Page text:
Re: Why not run trains on Carling?

Re: Why not run trains on Carling?
Posted on May 5, 2013 | James O'Grady | Written on May 3, 2013
Comments
Letter type:
Unpublished

Publisher

Publisher:
Ottawa Citizen

Dear Editor,

Mr. Reevely's article in the Citizen today entitled, 'Why not run trains on Carling?' does a good job of explaining the City's argument why LRT on Carling Ave. doesn't fit with the 20th Century commuter rail strategy the City has been flogging for years. Unfortunately, it only glosses over the benefits of using Carling Ave. for LRT.

LRT is about spurring redevelopment as well as moving people. Unlike any Transitway option, Carling Ave. is the only option that addresses both of these issues. A Carling Ave. route could not only move suburban commuters to and from downtown during rush hour but could also address the needs of inner city residents during off-peak hours. In addition, it will bring much needed redevelopment and intensification to a main street that is desperately in need of modernization and renewal. Carling Ave. LRT will also allow for new LRT or tram lines spawning from it to carry people further south. A hub at Westgate for instance, could provide a point for rail to run south, up Merivale Rd. to Huntclub. A route that would go a long way toward relieving the near 24 hr traffic jam that Merivale has become. Despite the City's transportation plan, Nepean residents know buses are not enough to alleviate Merivale's traffic woes.

The technical requirements of syncing traffic lights with rail crossings has been available in the marketplace for many years. While hills can provide a challenge to some transportation planners, planners in other cities seem to have addressed the hill issue. In Switzerland, where I lived for two years, they have many hills but still manage to run trains to the top of the Alps. Carling is relatively flat in comparison.

What is sorely missing from the Western LRT discussion is a real business plan that clearly identifies both the costs and revenue opportunities that each route will generate. Until a real business plan is written, one that includes the economic upside to redeveloping Carling Ave. for the remainder of this century, an honest comparison between the two options can not be made.

Now that we know the cost of the City's Richmond Underground route is very close to the City's estimated cost of putting LRT on Carling, there is no doubt in my mind that a business plan which includes revenue projections for 80+ years of development and subsequent taxes, would clearly show that Carling Ave. is the best choice for the Western LRT route.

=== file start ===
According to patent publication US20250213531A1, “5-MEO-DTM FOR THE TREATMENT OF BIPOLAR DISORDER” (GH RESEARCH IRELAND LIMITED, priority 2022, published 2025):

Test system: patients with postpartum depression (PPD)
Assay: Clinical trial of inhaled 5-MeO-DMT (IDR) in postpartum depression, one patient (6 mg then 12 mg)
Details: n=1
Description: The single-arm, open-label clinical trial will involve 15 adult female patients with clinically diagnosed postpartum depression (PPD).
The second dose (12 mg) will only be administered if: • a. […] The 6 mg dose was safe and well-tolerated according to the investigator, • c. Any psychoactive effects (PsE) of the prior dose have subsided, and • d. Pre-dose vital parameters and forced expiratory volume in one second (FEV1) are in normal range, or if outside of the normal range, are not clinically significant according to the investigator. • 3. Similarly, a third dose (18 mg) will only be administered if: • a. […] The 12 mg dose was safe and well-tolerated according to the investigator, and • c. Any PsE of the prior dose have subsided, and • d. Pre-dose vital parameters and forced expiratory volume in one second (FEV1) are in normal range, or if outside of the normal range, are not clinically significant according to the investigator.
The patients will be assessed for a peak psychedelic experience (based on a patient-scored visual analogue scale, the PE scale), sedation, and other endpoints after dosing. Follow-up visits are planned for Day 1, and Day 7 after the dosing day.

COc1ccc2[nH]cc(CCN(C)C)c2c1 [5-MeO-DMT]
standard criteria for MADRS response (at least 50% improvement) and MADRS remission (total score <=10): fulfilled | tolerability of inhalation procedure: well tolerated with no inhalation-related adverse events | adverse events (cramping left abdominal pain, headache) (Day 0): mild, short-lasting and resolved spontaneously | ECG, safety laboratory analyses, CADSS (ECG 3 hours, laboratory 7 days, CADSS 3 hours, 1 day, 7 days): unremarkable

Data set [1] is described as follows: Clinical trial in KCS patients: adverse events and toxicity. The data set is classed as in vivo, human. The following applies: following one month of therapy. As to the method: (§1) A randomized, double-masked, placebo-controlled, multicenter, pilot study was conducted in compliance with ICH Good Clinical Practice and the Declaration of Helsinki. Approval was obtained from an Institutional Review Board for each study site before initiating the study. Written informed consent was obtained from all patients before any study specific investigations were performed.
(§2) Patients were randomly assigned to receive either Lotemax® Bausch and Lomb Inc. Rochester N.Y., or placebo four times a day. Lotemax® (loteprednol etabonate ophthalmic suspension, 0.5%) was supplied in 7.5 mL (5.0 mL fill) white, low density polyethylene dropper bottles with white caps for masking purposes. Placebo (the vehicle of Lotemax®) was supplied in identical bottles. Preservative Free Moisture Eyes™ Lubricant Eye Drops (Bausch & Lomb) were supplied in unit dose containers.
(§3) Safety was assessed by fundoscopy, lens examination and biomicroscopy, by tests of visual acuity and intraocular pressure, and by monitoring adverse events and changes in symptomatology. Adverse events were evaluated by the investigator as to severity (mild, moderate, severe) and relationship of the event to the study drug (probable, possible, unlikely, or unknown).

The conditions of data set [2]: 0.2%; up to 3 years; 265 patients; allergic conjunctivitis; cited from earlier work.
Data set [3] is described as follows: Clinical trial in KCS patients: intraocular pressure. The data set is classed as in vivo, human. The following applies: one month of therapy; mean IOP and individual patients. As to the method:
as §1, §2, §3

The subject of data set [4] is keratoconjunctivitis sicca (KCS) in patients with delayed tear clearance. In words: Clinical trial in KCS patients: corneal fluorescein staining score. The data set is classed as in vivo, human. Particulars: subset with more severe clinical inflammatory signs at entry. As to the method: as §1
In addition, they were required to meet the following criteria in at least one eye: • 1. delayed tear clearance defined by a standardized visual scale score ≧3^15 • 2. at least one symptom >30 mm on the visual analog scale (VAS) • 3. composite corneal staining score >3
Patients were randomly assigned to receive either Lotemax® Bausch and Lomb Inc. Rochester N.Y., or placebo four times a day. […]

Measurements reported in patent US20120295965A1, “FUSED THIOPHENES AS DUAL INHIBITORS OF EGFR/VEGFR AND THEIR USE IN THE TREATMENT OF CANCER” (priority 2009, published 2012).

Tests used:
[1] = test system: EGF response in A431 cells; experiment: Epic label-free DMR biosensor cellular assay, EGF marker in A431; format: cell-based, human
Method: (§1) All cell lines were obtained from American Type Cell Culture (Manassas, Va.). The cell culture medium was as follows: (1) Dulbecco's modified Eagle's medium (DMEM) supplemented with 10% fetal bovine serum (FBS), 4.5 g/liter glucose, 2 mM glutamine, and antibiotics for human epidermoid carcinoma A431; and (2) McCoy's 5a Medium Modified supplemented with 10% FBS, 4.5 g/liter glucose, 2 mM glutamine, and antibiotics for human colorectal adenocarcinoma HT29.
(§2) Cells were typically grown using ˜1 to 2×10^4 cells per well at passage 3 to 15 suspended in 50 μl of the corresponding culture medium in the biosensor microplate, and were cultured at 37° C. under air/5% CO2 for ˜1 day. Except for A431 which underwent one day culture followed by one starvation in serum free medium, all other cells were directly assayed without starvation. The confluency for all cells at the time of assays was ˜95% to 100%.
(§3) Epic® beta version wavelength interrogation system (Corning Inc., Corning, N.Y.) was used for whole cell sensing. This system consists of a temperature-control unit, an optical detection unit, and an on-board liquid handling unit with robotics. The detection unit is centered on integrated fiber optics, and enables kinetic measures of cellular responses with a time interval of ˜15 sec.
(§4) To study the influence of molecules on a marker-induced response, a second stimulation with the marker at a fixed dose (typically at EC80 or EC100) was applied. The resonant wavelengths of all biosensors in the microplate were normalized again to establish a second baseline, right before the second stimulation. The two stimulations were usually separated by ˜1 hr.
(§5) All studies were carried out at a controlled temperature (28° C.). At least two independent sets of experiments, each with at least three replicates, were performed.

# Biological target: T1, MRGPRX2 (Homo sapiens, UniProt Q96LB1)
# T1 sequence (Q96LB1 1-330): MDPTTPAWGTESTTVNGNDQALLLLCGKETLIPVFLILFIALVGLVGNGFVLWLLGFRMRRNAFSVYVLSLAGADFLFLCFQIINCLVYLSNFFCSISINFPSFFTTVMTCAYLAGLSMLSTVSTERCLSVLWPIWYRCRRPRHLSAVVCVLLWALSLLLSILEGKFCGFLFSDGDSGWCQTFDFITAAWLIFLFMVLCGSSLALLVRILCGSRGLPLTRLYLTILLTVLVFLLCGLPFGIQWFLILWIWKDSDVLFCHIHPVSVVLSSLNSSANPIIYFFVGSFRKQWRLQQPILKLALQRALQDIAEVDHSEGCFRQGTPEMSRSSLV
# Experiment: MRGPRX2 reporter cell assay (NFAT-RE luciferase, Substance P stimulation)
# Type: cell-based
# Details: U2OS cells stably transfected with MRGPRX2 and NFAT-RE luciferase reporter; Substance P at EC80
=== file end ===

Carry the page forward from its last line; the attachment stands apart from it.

Sincerely,

James O'Grady
Nepean resident

About The Author

James OGrady's picture

I am a social media entrepreneur, communications professional, part-time school teacher and community leader living in Nepean, Ontario. I am also a hockey goaltender, political hack and most importantly, an advocate... More

Comments

A key problem is that the City can’t decide what exactly they want this line to do. Continuing the Ottawa tradition of being penny-wise and pound-foolish, the planners have decided instead to have this line try to do everything, and of course have wound up getting it wrong.

Is this line intended primarily to bring Kanata commuters downtown as quickly as possible? Then why not try to locate stops so as to foster the growth of new employment centres on the way, reducing travel distances for many commuters?

A similar logic could apply to Barrhaven commuters except that in the long term it makes no sense to carry them down two sides of a triangle when the third side offers a direct route downtown, alongside the Via Rail tracks. The City should be starting talking with Via now for a long term solution to commuting from Barrhaven. As with the cancelled O-train extension to Barrhaven, once again the City is pursuing the wrong route to Barrhaven.

If the line is intended primarily to form the backbone of an effective transportation system, then it only makes sense to route it as close as possible to existing high density nodes and in areas where it could reasonably be expected to promote growth not only of residential buildings but also commercial and office development.

All too often, the Ottawa attitude is that it doesn’t matter where you locate something, because people will use it anyway, regardless. So build it as cheaply as possible. But in fact, this is how white elephants are born.

Spencer

The city does have plans to use Carling for a secondary rail line (likely a street car system) in the long term future. If you want to use Carling for the redevelopment potential the plan for localized rail would probably be more beneficial for this goal even if it means waiting for a longer period of time. The secondary rail will be slower but have far more stops along the line allowing more businesses and neighbourhoods along the road to take advantage of it.

The first phase of LRT is mainly to deal with the transit bottleneck downtown. The transitway is nearing capacity and can't fit more buses. The second phase of LRT is intended to complete the rail network within the core city (the area inside the greenbelt). The main point of this is probably a rapid/commuter transit system. The benefit of development or redevlopment (particularly urban density) is a good but secondary benefit.

I'm not completely against using Carling but I do think the city is correct in identifying the challenges and likely reasons the route will be expensive. Long term the city plans to be able to run trains every 3 minutes or so during peak periods. Traffic light synchronization is not going to be enough to deal with that so the train will need to be grade separated at most intersections which will really increase the cost.